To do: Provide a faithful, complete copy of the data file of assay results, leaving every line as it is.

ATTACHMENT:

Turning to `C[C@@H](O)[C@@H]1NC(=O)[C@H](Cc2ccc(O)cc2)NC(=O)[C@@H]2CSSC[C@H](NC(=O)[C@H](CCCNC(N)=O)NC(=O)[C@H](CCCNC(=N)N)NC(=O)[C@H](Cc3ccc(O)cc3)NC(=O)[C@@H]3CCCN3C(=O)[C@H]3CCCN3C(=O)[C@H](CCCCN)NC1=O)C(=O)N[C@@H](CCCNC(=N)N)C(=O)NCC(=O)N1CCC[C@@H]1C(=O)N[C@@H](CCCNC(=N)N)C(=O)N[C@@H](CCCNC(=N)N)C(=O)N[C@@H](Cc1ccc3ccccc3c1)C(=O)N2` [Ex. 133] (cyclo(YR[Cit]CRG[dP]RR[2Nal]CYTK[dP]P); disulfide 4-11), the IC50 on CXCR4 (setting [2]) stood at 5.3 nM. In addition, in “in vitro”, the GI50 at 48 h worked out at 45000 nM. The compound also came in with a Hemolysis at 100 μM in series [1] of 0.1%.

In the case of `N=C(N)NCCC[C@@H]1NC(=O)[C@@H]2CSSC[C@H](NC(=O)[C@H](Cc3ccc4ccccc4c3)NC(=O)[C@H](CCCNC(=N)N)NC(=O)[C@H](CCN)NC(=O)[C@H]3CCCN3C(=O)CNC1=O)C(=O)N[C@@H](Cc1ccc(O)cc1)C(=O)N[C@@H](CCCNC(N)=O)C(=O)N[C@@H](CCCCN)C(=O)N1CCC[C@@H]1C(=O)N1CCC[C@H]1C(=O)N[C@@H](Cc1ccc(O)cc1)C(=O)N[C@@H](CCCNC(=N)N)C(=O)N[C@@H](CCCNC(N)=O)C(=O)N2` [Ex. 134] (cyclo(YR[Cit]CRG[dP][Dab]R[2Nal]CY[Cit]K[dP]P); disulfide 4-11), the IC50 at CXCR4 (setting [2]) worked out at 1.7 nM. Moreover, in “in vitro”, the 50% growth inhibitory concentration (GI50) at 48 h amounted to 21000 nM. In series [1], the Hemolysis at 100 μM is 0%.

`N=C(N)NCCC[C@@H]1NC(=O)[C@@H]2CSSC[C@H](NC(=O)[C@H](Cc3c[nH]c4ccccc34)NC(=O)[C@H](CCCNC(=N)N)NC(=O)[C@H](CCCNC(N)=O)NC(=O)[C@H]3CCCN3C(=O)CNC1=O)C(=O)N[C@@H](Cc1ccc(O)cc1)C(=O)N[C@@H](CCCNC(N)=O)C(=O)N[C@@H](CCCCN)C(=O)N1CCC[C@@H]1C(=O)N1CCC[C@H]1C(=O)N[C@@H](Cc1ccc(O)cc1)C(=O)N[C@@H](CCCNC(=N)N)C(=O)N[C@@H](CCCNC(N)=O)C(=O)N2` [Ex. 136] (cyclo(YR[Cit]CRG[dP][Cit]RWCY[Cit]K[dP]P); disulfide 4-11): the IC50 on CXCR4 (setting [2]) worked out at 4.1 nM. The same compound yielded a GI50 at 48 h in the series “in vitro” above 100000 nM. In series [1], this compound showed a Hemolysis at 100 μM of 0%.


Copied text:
Turning to `C[C@@H](O)[C@@H]1NC(=O)[C@H](Cc2ccc(O)cc2)NC(=O)[C@@H]2CSSC[C@H](NC(=O)[C@H](CCCNC(N)=O)NC(=O)[C@H](CCCNC(=N)N)NC(=O)[C@H](Cc3ccc(O)cc3)NC(=O)[C@@H]3CCCN3C(=O)[C@H]3CCCN3C(=O)[C@H](CCCCN)NC1=O)C(=O)N[C@@H](CCCNC(=N)N)C(=O)NCC(=O)N1CCC[C@@H]1C(=O)N[C@@H](CCCNC(=N)N)C(=O)N[C@@H](CCCNC(=N)N)C(=O)N[C@@H](Cc1ccc3ccccc3c1)C(=O)N2` [Ex. 133] (cyclo(YR[Cit]CRG[dP]RR[2Nal]CYTK[dP]P); disulfide 4-11), the IC50 on CXCR4 (setting [2]) stood at 5.3 nM. In addition, in “in vitro”, the GI50 at 48 h worked out at 45000 nM. The compound also came in with a Hemolysis at 100 μM in series [1] of 0.1%.

In the case of `N=C(N)NCCC[C@@H]1NC(=O)[C@@H]2CSSC[C@H](NC(=O)[C@H](Cc3ccc4ccccc4c3)NC(=O)[C@H](CCCNC(=N)N)NC(=O)[C@H](CCN)NC(=O)[C@H]3CCCN3C(=O)CNC1=O)C(=O)N[C@@H](Cc1ccc(O)cc1)C(=O)N[C@@H](CCCNC(N)=O)C(=O)N[C@@H](CCCCN)C(=O)N1CCC[C@@H]1C(=O)N1CCC[C@H]1C(=O)N[C@@H](Cc1ccc(O)cc1)C(=O)N[C@@H](CCCNC(=N)N)C(=O)N[C@@H](CCCNC(N)=O)C(=O)N2` [Ex. 134] (cyclo(YR[Cit]CRG[dP][Dab]R[2Nal]CY[Cit]K[dP]P); disulfide 4-11), the IC50 at CXCR4 (setting [2]) worked out at 1.7 nM. Moreover, in “in vitro”, the 50% growth inhibitory concentration (GI50) at 48 h amounted to 21000 nM. In series [1], the Hemolysis at 100 μM is 0%.

`N=C(N)NCCC[C@@H]1NC(=O)[C@@H]2CSSC[C@H](NC(=O)[C@H](Cc3c[nH]c4ccccc34)NC(=O)[C@H](CCCNC(=N)N)NC(=O)[C@H](CCCNC(N)=O)NC(=O)[C@H]3CCCN3C(=O)CNC1=O)C(=O)N[C@@H](Cc1ccc(O)cc1)C(=O)N[C@@H](CCCNC(N)=O)C(=O)N[C@@H](CCCCN)C(=O)N1CCC[C@@H]1C(=O)N1CCC[C@H]1C(=O)N[C@@H](Cc1ccc(O)cc1)C(=O)N[C@@H](CCCNC(=N)N)C(=O)N[C@@H](CCCNC(N)=O)C(=O)N2` [Ex. 136] (cyclo(YR[Cit]CRG[dP][Cit]RWCY[Cit]K[dP]P); disulfide 4-11): the IC50 on CXCR4 (setting [2]) worked out at 4.1 nM. The same compound yielded a GI50 at 48 h in the series “in vitro” above 100000 nM. In series [1], this compound showed a Hemolysis at 100 μM of 0%.